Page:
Gorbachev and his colleagues have introduced a drastic new farm programme, with stress on private ownership and personal initiative, in an attempt to help overcome the Soviet's critical food situation. It is ironic that while the Communist nations are trying to revert back to traditional farming, the West is moving in the opposite direction, phasing out the family farm in favour of corporation farming. The overall food situation for the world is extremely critical and is one of the basic issues confronting the whole world.
We note that John Howard, at the Liberal Party's State (Vic.) Council Meeting, confirmed that the next Coalition Government will sell off Qantas, Australian Airlines, the Commonwealth Bank, and "communication enterprises". Qantas is our national airline, and has a proud record. Should it go in the scraping of the national asset barrel? Australian Airlines (the old T.A.A.)? Perhaps a case could be made for that. But the Commonwealth Bank? Arguably the only all-Australian financial body left to implement all Australian financial policy. We oppose the sacrifice of the Commonwealth Bank. What are "communications enterprises"?
FROM HANSARDOctober 12th, '88. Appropriation Bill (1) '88-'89. Mr. A. Webster (Lib. - Macquarie):
Everyday when we come in here, Madam Speaker says a prayer seeking guidance. I know the Minister is very well aware of the scriptural injunction that we take special care of widows, and they do not get some pre-eminence in the care that we, as people, as governments, exercise. It is important to say that because that responsibility does not stop when we come in the front door of this place; it becomes a great reality when we legislate here for our fellow humans. I urge the Minister to look not at some marginal lift in the wage benefit cut off point but at a significant boost to the amount a widow can earn before she loses benefits. At present she can earn $40 and I believe one of the serious deficiencies in this system is that widows, who have great family responsibilities, and many of them are very young, are being forced out into the cash economy. In fact, this is forcing them into engaging in criminal activities. If they earn cash in excess of that $40 that is not accountable they are engaging in a criminal activity. We must look hard at this concept of raising the threshold, particularly for widows, for the earnings they can receive before their pensions are reduced or removed.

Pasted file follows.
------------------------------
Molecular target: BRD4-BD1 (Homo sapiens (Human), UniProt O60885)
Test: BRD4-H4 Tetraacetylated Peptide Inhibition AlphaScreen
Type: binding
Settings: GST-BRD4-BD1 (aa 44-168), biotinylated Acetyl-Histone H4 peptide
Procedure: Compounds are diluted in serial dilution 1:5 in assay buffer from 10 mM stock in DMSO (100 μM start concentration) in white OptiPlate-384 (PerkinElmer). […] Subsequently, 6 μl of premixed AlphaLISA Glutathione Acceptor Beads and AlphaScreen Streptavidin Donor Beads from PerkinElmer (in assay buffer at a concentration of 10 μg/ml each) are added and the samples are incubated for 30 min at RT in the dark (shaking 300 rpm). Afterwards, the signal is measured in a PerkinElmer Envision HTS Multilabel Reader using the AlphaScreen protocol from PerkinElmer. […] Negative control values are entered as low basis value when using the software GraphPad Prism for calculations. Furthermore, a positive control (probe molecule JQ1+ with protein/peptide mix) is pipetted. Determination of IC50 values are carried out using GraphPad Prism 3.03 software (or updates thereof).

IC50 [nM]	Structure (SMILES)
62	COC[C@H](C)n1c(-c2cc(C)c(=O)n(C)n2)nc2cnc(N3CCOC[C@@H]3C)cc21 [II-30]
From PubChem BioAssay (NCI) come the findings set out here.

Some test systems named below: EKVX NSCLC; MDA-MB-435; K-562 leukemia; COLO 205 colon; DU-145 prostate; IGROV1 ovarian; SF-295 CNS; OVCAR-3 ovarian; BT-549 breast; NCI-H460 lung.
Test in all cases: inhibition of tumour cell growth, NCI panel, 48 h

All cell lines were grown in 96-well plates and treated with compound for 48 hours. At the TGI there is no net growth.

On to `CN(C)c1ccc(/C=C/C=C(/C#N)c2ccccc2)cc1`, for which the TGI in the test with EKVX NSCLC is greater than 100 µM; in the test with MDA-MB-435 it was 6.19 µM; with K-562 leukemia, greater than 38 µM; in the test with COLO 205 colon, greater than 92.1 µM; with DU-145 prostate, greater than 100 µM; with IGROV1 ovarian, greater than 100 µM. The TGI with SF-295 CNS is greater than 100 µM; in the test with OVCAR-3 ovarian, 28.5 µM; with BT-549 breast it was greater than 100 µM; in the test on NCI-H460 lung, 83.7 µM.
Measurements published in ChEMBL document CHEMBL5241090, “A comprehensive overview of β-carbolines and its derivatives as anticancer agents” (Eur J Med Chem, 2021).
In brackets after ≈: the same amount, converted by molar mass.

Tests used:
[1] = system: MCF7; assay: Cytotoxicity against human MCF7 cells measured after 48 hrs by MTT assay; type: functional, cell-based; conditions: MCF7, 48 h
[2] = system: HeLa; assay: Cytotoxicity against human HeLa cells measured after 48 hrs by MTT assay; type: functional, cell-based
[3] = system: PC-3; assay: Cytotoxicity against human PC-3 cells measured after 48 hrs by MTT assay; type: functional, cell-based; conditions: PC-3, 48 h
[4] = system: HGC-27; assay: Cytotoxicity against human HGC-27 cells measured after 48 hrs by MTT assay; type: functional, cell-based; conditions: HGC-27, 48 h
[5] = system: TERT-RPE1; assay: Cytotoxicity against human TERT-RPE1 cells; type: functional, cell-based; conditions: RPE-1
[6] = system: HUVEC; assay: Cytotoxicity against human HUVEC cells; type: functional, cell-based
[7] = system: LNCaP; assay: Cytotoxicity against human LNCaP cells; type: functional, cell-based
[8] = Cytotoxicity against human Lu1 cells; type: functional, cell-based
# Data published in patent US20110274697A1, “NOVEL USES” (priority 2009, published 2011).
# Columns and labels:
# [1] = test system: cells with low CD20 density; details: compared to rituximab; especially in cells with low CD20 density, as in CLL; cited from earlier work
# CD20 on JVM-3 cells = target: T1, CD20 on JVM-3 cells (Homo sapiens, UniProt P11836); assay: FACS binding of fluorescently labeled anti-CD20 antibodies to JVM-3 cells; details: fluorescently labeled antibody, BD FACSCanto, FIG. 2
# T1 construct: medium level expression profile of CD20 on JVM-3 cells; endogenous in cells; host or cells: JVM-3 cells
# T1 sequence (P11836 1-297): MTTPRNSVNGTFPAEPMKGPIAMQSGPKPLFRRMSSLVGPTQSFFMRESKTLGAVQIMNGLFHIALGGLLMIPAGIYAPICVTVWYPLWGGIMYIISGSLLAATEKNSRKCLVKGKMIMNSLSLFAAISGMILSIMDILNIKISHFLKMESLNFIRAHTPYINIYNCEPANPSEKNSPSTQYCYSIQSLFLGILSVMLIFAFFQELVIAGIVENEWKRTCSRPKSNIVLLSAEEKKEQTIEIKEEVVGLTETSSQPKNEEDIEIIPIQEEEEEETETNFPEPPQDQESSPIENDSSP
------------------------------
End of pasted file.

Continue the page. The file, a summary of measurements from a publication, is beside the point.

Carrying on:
"The second matter I raise concerns the need to ensure that increased disposable income for low and average income families is achieved through less taxation rather than greater dependence on government benefits. One of the classic works of liberalism is the book, "The Servile State". I am sure the Minister, who is widely read in these matters, will have read it. It warns against the development of a society characterised by utter dependence on the State for income security - a fairly serious warning. There is no doubt that our welfare system needs the mechanisms of redistribution and targeting for a good many people who are unable to care for themselves or their families in times of difficulties. We know that. Nevertheless, I must say that I find it dangerous that real improvements in disposable income have come to many working families from welfare payments when they could have and should have been achieved by tax cuts.
"Getting a person a job and then letting him keep his earnings, rewarding self-reliance, minimising reliance on the State - these should be the key social objectives. It is neither good for the individual nor prudent politically constantly to increase the level of reliance on the State for income security. I put the point that real improvements in disposable income and living standards should come as far as possible - I know it cannot be done in every instance - from tax cuts. That is, increased disposable income can and must come from the State getting off the worker's back as far as possible. There is a lot of room for this to be done in this portfolio.